‘But then the militia commander said, “Now you must shoot him,” and so he did. Many of them were under threat, or their families were, so they’ve committed a crime under duress. But I never heard any of them say, “I’m innocent.” They accept their guilt, they know what they did, and why they’re there.’

Another prisoner had been convicted of murdering his brother. The man had lost several brothers and sisters, three of his children and his father, as a result of the violence and repression in East Timor in the late 1990s. When his mother died and he became distraught with grief, the man’s surviving brother told the local villagers that he was crazy and shouldn’t be allowed into their mother’s house. A fight ensued, and his brother was killed.

‘He suffered serious depression in jail,’ says Sr Michelle. ‘His family weren’t able to come and visit because of the cost and the distance involved. But eventually he was able to talk about what had happened, and he joined our art classes and found that he has a real talent. He is due for release in six months’ time, and he wants to join the Arte Moris art school in Dili when he gets out.’

Sr Michelle’s role in the prison grew to be much more than just a workshop facilitator. The men were worried about family members left behind in the villages, and whether they were suffering any retaliation as a result of their crimes.

‘We took photos of the men to send home to their families, and we worked with the Red Cross in getting travel funding for families who hadn’t been to visit the prison for two years. Our program enables the prisoners to earn some money from selling the things they make in the workshops, which they give to their families to pay for supplies or children’s school fees.’

Not even a prison break out could shake Sr Michelle’s faith in her protégés. In August 2002, while she was on a return visit to Australia, nearly 200 prisoners escaped from Becora Prison, including some of Michelle’s workshop participants. Some of them marched on Parliament, demanding improvements in prison conditions, and most voluntarily returned to Becora. One returned escapee was most anxious about having to tell Madre Michelle that someone had taken his library book while he was gone. ‘It’s simple—if they don’t return a book, they don’t get another one. But it showed me how high his motivation was in wanting to read, and to belong to the group.’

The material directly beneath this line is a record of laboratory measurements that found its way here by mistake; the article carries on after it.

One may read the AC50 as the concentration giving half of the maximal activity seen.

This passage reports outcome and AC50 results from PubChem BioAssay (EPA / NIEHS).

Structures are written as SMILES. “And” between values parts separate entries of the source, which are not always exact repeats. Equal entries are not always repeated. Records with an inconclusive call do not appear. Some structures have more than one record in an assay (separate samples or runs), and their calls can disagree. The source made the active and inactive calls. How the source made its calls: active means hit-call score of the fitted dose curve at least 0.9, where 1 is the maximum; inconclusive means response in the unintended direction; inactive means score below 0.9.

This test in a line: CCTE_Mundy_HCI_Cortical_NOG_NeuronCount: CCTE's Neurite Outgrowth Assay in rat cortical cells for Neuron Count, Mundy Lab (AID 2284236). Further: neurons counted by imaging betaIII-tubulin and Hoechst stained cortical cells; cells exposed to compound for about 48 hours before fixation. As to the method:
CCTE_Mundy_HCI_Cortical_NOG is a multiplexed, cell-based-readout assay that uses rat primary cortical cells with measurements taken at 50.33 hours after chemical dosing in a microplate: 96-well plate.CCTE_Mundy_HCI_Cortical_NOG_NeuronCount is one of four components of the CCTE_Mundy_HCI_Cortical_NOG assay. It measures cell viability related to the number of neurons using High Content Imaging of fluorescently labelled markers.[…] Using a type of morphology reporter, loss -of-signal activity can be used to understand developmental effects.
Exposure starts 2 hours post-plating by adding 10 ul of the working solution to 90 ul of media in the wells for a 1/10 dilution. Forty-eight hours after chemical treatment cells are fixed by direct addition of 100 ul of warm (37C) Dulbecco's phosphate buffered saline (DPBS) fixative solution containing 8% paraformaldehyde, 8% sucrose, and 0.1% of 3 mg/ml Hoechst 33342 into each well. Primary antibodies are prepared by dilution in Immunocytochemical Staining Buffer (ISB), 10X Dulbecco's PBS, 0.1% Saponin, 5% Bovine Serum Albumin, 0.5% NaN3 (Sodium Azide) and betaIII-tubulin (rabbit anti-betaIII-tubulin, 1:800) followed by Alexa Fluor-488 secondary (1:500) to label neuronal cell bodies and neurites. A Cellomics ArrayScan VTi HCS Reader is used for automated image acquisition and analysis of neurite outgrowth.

When I interviewed Sr Michelle in July 2005, she was preparing to leave East Timor. After four years at Becora Prison, she was handing over the workshop program to be continued under the auspices of the United Nations Development Program (UNDP). She was candid about the challenges facing the Catholic Church in this nation where poverty and unemployment are endemic, fewer Timorese are entering the priesthood than in the past, and many other denominational groups are coming into the country and ‘threatening their numbers game’.

With an average birth rate of eight children for every Timorese woman, and a small but growing AIDS problem, Sr Michelle says birth control is a ‘big issue’. She compares the Catholic Church in East Timor to Australia in the 1950s, and believes that recent demands from the Timorese bishops for the government to make prostitution illegal were ‘not positive for women in that industry, who are the victims’.

Michelle Reid was preparing to return to Australia with very mixed feelings. The prisoners have become her extended family, changing her life as much as she has helped them to change their own lives.

‘I remember two years ago, one of our Sisters asked me when I was coming home, and I said, “Not until I’ve learnt the lessons I’m supposed to learn.” The Timorese have completely changed my world view. We seem to spend our lives trying to be more efficient in order to save time in order to work more. The Timorese have a great gift of just sitting and being with each other, and they’re not consumed with the pursuit of material things.’

As we say our farewells at the library gate, Sr Michelle slings her pink bag over her shoulder and offers one final thought: ‘Working in the Becora Prison has changed how I operate with people, too. I’m more aware of not telling people how to do something, but rather trying to create an environment where something good happens. I probably thought I had too many answers, but now I’ve learnt to keep my mouth closed and see what emerges.’ 

Sister Michelle Reid returned to Australia in December 2005. Sian Prior is a Melbourne-based freelance journalist.